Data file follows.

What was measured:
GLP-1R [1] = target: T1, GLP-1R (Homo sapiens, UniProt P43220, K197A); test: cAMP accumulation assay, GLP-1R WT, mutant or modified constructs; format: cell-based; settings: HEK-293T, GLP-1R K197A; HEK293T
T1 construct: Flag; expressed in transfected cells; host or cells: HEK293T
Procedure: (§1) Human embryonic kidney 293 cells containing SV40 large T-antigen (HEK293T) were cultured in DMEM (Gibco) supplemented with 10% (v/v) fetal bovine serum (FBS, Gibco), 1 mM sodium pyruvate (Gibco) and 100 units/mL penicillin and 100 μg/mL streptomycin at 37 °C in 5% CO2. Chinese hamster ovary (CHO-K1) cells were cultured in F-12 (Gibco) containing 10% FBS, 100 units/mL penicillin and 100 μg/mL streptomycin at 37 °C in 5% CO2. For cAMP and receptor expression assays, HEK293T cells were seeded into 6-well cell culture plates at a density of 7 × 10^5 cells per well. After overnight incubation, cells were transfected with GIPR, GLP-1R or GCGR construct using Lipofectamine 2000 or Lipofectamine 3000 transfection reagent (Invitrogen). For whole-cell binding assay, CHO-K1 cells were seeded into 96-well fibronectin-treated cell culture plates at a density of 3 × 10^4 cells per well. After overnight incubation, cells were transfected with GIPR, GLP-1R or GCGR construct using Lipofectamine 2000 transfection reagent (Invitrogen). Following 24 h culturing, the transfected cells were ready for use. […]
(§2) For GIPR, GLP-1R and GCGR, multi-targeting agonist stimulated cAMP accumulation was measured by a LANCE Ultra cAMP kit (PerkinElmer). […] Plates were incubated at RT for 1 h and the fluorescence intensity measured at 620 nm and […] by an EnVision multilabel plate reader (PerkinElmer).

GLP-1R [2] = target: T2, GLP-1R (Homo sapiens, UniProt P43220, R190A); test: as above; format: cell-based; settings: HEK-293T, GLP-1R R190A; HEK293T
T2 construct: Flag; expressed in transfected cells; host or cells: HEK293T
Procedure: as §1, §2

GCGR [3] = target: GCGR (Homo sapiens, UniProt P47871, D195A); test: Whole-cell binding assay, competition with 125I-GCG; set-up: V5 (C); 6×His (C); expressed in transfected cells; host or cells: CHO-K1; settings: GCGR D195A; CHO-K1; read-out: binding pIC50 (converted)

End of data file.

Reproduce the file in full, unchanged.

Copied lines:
What was measured:
GLP-1R [1] = target: T1, GLP-1R (Homo sapiens, UniProt P43220, K197A); test: cAMP accumulation assay, GLP-1R WT, mutant or modified constructs; format: cell-based; settings: HEK-293T, GLP-1R K197A; HEK293T
T1 construct: Flag; expressed in transfected cells; host or cells: HEK293T
Procedure: (§1) Human embryonic kidney 293 cells containing SV40 large T-antigen (HEK293T) were cultured in DMEM (Gibco) supplemented with 10% (v/v) fetal bovine serum (FBS, Gibco), 1 mM sodium pyruvate (Gibco) and 100 units/mL penicillin and 100 μg/mL streptomycin at 37 °C in 5% CO2. Chinese hamster ovary (CHO-K1) cells were cultured in F-12 (Gibco) containing 10% FBS, 100 units/mL penicillin and 100 μg/mL streptomycin at 37 °C in 5% CO2. For cAMP and receptor expression assays, HEK293T cells were seeded into 6-well cell culture plates at a density of 7 × 10^5 cells per well. After overnight incubation, cells were transfected with GIPR, GLP-1R or GCGR construct using Lipofectamine 2000 or Lipofectamine 3000 transfection reagent (Invitrogen). For whole-cell binding assay, CHO-K1 cells were seeded into 96-well fibronectin-treated cell culture plates at a density of 3 × 10^4 cells per well. After overnight incubation, cells were transfected with GIPR, GLP-1R or GCGR construct using Lipofectamine 2000 transfection reagent (Invitrogen). Following 24 h culturing, the transfected cells were ready for use. […]
(§2) For GIPR, GLP-1R and GCGR, multi-targeting agonist stimulated cAMP accumulation was measured by a LANCE Ultra cAMP kit (PerkinElmer). […] Plates were incubated at RT for 1 h and the fluorescence intensity measured at 620 nm and […] by an EnVision multilabel plate reader (PerkinElmer).

GLP-1R [2] = target: T2, GLP-1R (Homo sapiens, UniProt P43220, R190A); test: as above; format: cell-based; settings: HEK-293T, GLP-1R R190A; HEK293T
T2 construct: Flag; expressed in transfected cells; host or cells: HEK293T
Procedure: as §1, §2

GCGR [3] = target: GCGR (Homo sapiens, UniProt P47871, D195A); test: Whole-cell binding assay, competition with 125I-GCG; set-up: V5 (C); 6×His (C); expressed in transfected cells; host or cells: CHO-K1; settings: GCGR D195A; CHO-K1; read-out: binding pIC50 (converted)